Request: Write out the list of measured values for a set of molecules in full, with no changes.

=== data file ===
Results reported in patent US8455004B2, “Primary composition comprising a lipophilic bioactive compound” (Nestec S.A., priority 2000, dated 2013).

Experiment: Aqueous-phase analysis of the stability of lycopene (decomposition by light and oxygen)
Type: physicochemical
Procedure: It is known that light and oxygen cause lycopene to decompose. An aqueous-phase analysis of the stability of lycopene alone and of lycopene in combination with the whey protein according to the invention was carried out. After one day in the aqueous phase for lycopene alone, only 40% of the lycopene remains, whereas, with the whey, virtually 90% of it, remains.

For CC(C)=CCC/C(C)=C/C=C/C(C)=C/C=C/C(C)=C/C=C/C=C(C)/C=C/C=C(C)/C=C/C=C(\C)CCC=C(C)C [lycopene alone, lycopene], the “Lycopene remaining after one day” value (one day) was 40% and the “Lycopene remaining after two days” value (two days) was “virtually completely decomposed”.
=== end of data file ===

Results reported in patent US8455004B2, “Primary composition comprising a lipophilic bioactive compound” (Nestec S.A., priority 2000, dated 2013).

Experiment: Aqueous-phase analysis of the stability of lycopene (decomposition by light and oxygen)
Type: physicochemical
Procedure: It is known that light and oxygen cause lycopene to decompose. An aqueous-phase analysis of the stability of lycopene alone and of lycopene in combination with the whey protein according to the invention was carried out. After one day in the aqueous phase for lycopene alone, only 40% of the lycopene remains, whereas, with the whey, virtually 90% of it, remains.

For CC(C)=CCC/C(C)=C/C=C/C(C)=C/C=C/C(C)=C/C=C/C=C(C)/C=C/C=C(C)/C=C/C=C(\C)CCC=C(C)C [lycopene alone, lycopene], the “Lycopene remaining after one day” value (one day) was 40% and the “Lycopene remaining after two days” value (two days) was “virtually completely decomposed”.